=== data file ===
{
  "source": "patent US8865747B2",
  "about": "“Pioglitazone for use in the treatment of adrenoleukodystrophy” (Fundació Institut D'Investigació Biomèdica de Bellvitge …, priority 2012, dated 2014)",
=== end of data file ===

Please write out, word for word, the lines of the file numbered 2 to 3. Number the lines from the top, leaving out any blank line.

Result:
  "source": "patent US8865747B2",
  "about": "“Pioglitazone for use in the treatment of adrenoleukodystrophy” (Fundació Institut D'Investigació Biomèdica de Bellvitge …, priority 2012, dated 2014)",